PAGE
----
Packing for a Camping Safari: What’s in My Bag?

600 dollars for vaccinations, that’s what I spent in preparation for an upcoming trip to Tanzania. A pile. Still, it’s better than the alternative: getting a near fatal or certainly trip ruining illness. Now that the sticker shock has eased and I’ve got full use of my arm again, I’ve turned to gathering my belongings for an upcoming safari trip.

Here’s a round up of what’s in my bag.

A cotton sleep sack from Cocoon. I’m doing a camping trip; most of the time I’ll be sleeping in a tent. I’m packing my old down bag because it’s lightweight and warm, but I’ve added a sleep sack permeated with insect repellent. It’s good for warmer nights that don’t need a sleeping bag, the few hotels I’ll be in, and I’m all about not getting bitten. Speaking of which…

Serious DEET packed bug repellent. The travel clinic I use recommends Ultrathon from 3M. I’ve got some cream to pack and spray for my clothes — I’ll do that before I pack. My sprayed clothing will be protected for more washings than they’ll get on this trip. The cream is 34% DEET — that’s a lot of DEET, but it works, it really works. I used this same system for Southeast Asia and I did not get bitten once.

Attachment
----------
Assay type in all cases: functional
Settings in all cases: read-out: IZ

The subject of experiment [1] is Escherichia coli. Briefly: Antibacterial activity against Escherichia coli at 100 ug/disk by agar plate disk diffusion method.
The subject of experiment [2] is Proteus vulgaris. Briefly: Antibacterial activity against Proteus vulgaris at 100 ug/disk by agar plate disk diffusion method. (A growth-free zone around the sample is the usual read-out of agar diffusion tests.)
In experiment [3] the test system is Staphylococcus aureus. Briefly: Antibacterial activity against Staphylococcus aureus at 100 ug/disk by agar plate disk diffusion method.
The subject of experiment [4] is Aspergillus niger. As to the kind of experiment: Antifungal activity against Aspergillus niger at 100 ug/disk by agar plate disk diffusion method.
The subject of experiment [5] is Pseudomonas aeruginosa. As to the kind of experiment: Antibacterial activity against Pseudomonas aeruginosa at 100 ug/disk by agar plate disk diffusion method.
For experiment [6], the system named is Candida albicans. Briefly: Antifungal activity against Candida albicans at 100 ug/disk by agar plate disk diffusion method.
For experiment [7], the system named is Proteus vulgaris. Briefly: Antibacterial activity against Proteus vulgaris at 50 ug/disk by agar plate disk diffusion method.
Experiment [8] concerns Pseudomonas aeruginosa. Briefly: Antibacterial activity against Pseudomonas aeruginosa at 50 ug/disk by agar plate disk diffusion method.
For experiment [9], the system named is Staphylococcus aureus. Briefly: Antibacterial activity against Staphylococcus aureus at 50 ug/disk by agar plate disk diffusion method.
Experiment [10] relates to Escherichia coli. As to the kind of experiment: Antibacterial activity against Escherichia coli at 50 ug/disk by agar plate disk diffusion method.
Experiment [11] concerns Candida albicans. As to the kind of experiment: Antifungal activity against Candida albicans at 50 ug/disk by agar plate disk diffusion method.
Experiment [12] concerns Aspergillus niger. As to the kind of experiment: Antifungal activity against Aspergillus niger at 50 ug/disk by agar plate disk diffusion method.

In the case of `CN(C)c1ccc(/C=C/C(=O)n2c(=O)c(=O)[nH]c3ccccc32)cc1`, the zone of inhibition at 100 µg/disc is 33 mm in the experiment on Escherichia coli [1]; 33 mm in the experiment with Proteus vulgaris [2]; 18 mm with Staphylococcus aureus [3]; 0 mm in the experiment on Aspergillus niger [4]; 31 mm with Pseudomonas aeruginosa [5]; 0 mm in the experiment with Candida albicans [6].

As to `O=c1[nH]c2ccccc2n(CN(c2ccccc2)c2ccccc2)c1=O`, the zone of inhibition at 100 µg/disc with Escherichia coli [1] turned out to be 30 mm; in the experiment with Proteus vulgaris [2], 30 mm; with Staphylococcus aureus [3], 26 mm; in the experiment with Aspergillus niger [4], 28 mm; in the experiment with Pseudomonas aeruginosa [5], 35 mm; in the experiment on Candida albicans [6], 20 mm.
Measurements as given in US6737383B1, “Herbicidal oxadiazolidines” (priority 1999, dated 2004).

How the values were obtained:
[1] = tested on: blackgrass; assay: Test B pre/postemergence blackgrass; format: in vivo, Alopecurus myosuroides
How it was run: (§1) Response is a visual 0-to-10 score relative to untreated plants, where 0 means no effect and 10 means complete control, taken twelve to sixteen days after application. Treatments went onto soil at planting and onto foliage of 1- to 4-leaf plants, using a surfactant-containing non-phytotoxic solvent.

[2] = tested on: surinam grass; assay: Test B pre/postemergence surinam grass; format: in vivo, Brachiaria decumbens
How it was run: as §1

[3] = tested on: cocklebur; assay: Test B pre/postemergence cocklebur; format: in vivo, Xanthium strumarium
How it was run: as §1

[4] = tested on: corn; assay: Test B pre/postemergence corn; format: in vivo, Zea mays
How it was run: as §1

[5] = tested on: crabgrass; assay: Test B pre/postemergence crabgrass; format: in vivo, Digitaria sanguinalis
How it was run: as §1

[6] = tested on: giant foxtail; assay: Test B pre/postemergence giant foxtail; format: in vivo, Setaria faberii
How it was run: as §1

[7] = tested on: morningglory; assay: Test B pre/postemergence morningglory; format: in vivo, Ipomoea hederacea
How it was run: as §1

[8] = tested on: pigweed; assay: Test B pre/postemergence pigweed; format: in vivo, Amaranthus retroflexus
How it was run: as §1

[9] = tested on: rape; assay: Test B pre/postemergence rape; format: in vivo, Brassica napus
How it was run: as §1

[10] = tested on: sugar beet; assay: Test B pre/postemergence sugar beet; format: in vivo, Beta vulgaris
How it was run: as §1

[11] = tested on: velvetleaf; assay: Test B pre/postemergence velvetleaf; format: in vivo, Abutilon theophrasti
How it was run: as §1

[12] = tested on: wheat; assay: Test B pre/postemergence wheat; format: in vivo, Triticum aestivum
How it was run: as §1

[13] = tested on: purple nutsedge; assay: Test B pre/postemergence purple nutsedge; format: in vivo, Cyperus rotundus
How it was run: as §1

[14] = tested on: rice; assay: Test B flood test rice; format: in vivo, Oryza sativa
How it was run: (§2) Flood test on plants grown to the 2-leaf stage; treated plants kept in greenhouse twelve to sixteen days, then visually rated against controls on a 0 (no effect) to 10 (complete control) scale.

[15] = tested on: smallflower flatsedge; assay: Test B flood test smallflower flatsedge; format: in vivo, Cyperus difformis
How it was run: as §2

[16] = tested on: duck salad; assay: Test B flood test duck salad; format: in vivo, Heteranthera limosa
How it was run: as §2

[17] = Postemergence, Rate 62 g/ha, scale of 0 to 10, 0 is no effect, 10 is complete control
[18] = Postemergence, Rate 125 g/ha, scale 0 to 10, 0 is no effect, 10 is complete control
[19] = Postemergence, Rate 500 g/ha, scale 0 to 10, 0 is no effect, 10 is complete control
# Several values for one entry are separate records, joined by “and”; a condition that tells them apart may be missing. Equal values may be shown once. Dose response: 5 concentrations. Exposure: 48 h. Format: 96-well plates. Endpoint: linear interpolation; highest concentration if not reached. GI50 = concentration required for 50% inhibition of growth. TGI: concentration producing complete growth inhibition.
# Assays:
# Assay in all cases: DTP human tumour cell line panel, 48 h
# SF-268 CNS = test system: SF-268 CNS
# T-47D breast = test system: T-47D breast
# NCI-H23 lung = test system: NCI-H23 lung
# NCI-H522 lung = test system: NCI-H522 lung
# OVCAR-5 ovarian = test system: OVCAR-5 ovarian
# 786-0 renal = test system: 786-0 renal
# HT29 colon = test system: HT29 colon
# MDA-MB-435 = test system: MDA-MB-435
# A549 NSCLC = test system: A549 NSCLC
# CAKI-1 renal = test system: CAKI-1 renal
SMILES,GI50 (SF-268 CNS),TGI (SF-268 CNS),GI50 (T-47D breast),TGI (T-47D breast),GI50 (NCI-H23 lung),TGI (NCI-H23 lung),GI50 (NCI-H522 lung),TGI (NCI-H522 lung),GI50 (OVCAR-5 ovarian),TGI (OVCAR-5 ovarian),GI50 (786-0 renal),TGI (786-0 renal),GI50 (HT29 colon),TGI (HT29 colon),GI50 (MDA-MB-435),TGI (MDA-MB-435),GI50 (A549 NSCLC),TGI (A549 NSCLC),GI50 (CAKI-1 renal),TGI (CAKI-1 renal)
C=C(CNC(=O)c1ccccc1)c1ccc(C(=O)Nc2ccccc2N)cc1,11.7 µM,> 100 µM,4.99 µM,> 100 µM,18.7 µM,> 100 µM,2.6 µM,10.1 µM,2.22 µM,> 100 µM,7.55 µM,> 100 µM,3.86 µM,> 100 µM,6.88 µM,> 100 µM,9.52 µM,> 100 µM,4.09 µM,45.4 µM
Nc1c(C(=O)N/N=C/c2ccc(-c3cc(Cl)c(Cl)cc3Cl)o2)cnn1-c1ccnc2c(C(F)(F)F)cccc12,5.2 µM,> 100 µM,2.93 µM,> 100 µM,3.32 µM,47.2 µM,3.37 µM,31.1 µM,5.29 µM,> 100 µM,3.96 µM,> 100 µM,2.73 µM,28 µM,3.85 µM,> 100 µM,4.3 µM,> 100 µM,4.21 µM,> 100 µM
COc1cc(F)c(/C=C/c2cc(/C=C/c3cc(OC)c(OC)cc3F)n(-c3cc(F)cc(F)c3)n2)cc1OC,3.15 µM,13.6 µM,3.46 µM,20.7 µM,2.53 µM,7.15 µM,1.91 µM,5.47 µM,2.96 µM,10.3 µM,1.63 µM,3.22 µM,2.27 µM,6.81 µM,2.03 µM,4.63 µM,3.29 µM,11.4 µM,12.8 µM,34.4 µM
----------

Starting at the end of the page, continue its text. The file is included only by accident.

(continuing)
Packing cubes: I’m not usually a system packer, but I’d like to keep the dust out of my things just this once. The cubes I’m trying out are from Innate. (I’ve stuffed them inside the bag I reviewed here.) I’m hoping they’ll convert me into an organized packer, if nothing else, they’ll keep my clothes fairly clean, and whoa, is my luggage neatly organized. Sure, my things are crazy wrinkled, but whatever.

A cute sun protection cap. It’s tempting to go all pith helmet on this trip, but I’m a baseball cap wearing kind of girl. Mine comes from Sunday Afternoons. It’s vented, has a drawstring to hold it on in the wind, got 50 UPF (ultraviolet protection) in the fabric, and a little pocket on the inside for holding… um, your hotel card key? Your beer money and ID?It’s also got a split bill which means it packs down flat.A lightweight, mostly second hand wardrobe. There’s a reason you see travelers dressed in khaki and pale green colors. The biting bugs (it’s all about the biting bugs) like dark colors. Pale earth tones? They’re not so interested in those. I have long sleeved shirts — to keep the sun off — and very lightweight pants. The pants are from Ex Officio, I reviewed a few of their products here, but I’m also trying out their BugsAway line.